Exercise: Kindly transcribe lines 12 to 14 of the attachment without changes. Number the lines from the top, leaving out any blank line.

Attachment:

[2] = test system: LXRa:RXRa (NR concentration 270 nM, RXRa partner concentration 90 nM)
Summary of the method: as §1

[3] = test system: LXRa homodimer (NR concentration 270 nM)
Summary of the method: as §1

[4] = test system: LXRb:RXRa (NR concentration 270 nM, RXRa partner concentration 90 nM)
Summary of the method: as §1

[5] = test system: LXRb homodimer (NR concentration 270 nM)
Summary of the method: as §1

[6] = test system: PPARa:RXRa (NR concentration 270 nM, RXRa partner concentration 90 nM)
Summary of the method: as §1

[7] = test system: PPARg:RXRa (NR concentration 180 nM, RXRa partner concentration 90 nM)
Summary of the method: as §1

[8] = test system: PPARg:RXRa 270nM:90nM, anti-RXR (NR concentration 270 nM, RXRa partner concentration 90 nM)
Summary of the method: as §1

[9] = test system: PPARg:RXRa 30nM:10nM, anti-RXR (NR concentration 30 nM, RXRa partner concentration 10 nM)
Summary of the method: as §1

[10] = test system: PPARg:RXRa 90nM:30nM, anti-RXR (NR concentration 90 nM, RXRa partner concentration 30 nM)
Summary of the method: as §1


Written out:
Summary of the method: as §1

[8] = test system: PPARg:RXRa 270nM:90nM, anti-RXR (NR concentration 270 nM, RXRa partner concentration 90 nM)
Summary of the method: as §1